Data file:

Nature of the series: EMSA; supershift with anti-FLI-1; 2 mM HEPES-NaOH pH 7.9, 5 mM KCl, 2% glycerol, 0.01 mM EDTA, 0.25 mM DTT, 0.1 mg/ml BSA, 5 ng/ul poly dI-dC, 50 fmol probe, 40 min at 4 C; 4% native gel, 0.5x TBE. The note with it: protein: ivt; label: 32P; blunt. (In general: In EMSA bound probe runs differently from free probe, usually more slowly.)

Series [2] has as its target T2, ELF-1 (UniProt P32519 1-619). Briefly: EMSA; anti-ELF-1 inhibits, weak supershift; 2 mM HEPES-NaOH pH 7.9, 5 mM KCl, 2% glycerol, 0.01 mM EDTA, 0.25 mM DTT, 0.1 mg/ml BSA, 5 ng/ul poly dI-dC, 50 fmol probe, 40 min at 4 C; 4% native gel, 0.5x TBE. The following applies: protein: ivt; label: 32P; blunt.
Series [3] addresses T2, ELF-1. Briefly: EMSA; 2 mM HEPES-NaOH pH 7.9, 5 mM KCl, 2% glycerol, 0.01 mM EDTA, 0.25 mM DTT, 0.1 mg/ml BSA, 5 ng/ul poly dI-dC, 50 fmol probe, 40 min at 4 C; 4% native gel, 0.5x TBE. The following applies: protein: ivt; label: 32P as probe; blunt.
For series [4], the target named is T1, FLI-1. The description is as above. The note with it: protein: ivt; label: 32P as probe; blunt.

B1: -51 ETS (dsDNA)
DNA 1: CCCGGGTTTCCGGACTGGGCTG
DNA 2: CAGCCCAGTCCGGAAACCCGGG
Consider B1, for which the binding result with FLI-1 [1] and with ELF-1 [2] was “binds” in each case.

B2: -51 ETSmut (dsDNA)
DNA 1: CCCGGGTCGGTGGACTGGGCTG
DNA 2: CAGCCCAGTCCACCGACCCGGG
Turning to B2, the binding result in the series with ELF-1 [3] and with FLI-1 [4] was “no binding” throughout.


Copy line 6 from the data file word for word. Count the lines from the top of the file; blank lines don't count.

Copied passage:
DNA 1: CCCGGGTTTCCGGACTGGGCTG